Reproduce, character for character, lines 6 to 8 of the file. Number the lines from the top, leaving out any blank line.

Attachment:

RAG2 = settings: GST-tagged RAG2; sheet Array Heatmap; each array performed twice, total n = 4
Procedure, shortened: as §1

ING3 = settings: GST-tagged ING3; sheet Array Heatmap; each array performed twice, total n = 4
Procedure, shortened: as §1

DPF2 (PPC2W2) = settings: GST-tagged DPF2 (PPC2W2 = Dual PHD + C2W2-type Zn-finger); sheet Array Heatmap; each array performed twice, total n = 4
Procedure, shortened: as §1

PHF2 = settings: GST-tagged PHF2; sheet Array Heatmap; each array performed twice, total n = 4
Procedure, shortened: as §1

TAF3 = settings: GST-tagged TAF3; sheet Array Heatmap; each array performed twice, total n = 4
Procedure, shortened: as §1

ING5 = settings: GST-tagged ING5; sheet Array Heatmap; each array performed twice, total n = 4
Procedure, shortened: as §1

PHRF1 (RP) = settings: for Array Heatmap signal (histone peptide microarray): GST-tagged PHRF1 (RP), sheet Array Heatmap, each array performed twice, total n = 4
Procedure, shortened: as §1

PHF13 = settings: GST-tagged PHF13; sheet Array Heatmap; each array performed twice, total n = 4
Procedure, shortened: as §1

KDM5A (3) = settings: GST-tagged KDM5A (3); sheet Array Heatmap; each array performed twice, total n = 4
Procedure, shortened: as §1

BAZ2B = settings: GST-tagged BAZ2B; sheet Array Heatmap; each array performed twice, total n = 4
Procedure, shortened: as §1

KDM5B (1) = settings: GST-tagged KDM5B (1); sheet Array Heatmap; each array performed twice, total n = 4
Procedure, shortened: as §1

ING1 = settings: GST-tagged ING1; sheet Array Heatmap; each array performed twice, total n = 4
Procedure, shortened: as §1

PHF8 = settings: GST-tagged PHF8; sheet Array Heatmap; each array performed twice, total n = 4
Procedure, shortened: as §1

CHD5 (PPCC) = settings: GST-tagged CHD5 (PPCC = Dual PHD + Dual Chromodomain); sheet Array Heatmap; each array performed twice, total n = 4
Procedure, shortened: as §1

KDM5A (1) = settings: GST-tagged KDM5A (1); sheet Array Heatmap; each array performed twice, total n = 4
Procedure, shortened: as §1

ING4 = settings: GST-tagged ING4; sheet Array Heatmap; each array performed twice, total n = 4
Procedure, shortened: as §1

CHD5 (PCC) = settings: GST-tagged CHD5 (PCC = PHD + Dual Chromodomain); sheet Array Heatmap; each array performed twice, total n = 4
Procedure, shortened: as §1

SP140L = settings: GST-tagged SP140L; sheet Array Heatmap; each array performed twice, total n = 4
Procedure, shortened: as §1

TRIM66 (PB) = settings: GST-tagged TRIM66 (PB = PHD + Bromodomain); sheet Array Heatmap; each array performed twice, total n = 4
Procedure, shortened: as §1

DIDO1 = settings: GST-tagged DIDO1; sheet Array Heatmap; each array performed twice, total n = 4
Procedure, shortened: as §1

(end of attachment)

Procedure, shortened: as §1

PHF2 = settings: GST-tagged PHF2; sheet Array Heatmap; each array performed twice, total n = 4
Procedure, shortened: as §1